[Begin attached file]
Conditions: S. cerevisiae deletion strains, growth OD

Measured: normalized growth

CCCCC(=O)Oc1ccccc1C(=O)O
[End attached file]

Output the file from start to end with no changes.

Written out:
Conditions: S. cerevisiae deletion strains, growth OD

Measured: normalized growth

CCCCC(=O)Oc1ccccc1C(=O)O